K-17 was decommissioned in 2013 when K-14 was rerouted. Part of the old routing of K-14 was designated K-11, which had not existed since a previous version was decommissioned in the late 1950s (the original K-11 is now K-99).
So that means that a state highway can't start in a city and end in the same city or a continuation of cities? If so that makes sense.

Yes, exactly. It has led to the decommissioning of several short K-spurs after the cities they served decided to annex along the route leading up to the intersection of a through highway or exit to an interstate.

Care to elaborate? Is there a policy that a signed state route must connect two towns or something?

As I understand it, it must pass through unincorporated territory at some point.
Logged

achilles765

  • *
  • Offline Offline

  • Posts: 358
  • Interstate 14 should connect Austin and Houston

  • Age: 36
  • Location: Houston, TX
  • Last Login: May 10, 2022, 12:07:11 PM
Re: Common highway numbers that aren't found in your state
« Reply #106 on: January 10, 2022, 06:27:38 AM »

Texas doesn't have a State Highway 1.  The original version ran roughly along I-10 from El Paso to I-20, the roughly along I-20 to DFW (going through Mineral Wells), and then roughly along I-30 to Texarkana.  In 1939 it was reduced to a short section in Dallas.  In 1953 to designation was removed.  In the designation file, it says "NOTE:  THIS STATE HIGHWAY NUMBER MAY ONLY BE ASSIGNED BY THE EXECUTIVE DIRECTOR OR THE TRANSPORTATION COMMISSION."

Maybe not a SH 1, but there are multiple state-level highways numbered 1 in Texas like Loop 1, FM 1, Ranch Road 1, and NASA Road 1...

Actually, there is a Loop 1 and an FM 1...but not an RM 1...FM and RM routes don't duplicate numbers...they are one system.  NASA Road 1 I don't think counts as a "1"...its just a regular state highway

There is no SH 2, 28, 38...and a few others though.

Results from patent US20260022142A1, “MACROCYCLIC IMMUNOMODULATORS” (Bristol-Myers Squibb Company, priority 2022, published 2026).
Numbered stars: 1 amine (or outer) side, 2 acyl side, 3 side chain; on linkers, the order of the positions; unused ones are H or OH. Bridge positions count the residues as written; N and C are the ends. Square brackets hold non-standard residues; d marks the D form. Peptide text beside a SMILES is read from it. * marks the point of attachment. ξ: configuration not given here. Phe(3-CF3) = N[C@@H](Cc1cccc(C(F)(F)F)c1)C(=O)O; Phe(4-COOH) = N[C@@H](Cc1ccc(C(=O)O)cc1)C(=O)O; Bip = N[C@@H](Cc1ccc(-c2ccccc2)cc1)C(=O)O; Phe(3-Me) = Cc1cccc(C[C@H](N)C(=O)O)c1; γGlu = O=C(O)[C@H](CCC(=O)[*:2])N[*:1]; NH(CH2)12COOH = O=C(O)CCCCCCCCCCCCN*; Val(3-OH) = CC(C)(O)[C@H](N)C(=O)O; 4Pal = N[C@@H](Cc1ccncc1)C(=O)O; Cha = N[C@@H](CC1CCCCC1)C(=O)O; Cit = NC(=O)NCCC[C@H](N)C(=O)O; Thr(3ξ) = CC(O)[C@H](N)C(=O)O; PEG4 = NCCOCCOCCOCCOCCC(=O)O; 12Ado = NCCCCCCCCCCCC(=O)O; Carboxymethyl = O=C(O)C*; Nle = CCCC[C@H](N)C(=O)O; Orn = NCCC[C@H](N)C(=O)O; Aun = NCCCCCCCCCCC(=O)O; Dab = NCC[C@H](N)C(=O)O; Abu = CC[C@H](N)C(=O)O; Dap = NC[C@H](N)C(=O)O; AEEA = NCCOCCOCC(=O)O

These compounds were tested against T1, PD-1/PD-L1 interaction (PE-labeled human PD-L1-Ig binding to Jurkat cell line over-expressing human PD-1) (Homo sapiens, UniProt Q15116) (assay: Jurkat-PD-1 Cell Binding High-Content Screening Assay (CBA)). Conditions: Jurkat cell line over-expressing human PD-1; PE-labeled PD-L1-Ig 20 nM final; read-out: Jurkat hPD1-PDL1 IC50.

Logged
I love freeways and roads in any state but Texas will always be first in my heart

BlueOutback7

  • *
  • Offline Offline

  • Posts: 697
  • Wicked Good Clam Chowdah!

  • Location: Massachusetts
  • Last Login: May 20, 2022, 10:45:39 PM
Re: Common highway numbers that aren't found in your state
« Reply #107 on: January 10, 2022, 07:45:49 AM »

Texas doesn't have a State Highway 1.  The original version ran roughly along I-10 from El Paso to I-20, the roughly along I-20 to DFW (going through Mineral Wells), and then roughly along I-30 to Texarkana.  In 1939 it was reduced to a short section in Dallas.  In 1953 to designation was removed.  In the designation file, it says "NOTE:  THIS STATE HIGHWAY NUMBER MAY ONLY BE ASSIGNED BY THE EXECUTIVE DIRECTOR OR THE TRANSPORTATION COMMISSION."

Maybe not a SH 1, but there are multiple state-level highways numbered 1 in Texas like Loop 1, FM 1, Ranch Road 1, and NASA Road 1...

Actually, there is a Loop 1 and an FM 1...but not an RM 1...FM and RM routes don't duplicate numbers...they are one system.  NASA Road 1 I don't think counts as a "1"...its just a regular state highway

There is no SH 2, 28, 38...and a few others though.

You forgot about I-2 in the Rio Grande Valley.
Logged
"I'm not crazy, my mother had me tested.”

Sheldon Cooper - The Big Bang Theory

My Flickr Page
https://www.flickr.com/photos/195026169@N03/

WillWeaverRVA

  • *
  • Offline Offline

  • Posts: 1840
  • Age: 37
  • Location: Richmond, VA
  • Last Login: May 20, 2022, 10:31:27 AM
    • WillWeaverRVA Photography
Re: Common highway numbers that aren't found in your state
« Reply #108 on: January 10, 2022, 08:48:47 AM »

Virginia currently does not have a Route 12, a Route 44, or a Route 104.
Logged
Will Weaver
WillWeaverRVA Photography | Twitter

"But how will the oxen know where to drown if we renumber the Oregon Trail?" - NE2

Mapmikey

  • *
  • Offline Offline

  • Posts: 3878
  • Co-curator with Froggie of www.vahighways.com

  • Age: 52
  • Last Login: May 20, 2022, 08:59:07 PM
    • Co-curator Virginia Highways Project
Re: Common highway numbers that aren't found in your state
« Reply #109 on: January 10, 2022, 09:15:06 AM »

Virginia currently does not have a Route 12, a Route 44, or a Route 104.

Nor a route 25 or 88
Logged

US 89

  • *
  • Offline Offline

  • Posts: 4889
  • 189 to Evanston!

  • Location: Atlanta, GA
  • Last Login: Today at 01:07:48 AM
    • Utah Highways
Re: Common highway numbers that aren't found in your state
« Reply #110 on: January 10, 2022, 09:16:17 AM »

Texas doesn't have a State Highway 1.  The original version ran roughly along I-10 from El Paso to I-20, the roughly along I-20 to DFW (going through Mineral Wells), and then roughly along I-30 to Texarkana.  In 1939 it was reduced to a short section in Dallas.  In 1953 to designation was removed.  In the designation file, it says "NOTE:  THIS STATE HIGHWAY NUMBER MAY ONLY BE ASSIGNED BY THE EXECUTIVE DIRECTOR OR THE TRANSPORTATION COMMISSION."

Maybe not a SH 1, but there are multiple state-level highways numbered 1 in Texas like Loop 1, FM 1, Ranch Road 1, and NASA Road 1...

Actually, there is a Loop 1 and an FM 1...but not an RM 1...FM and RM routes don't duplicate numbers...they are one system.  NASA Road 1 I don't think counts as a "1"...its just a regular state highway

Not RM 1, Ranch Road 1, the road that goes by LBJ's ranch. Although you probably don't think that counts, given that it is the only "Ranch Road" in the state...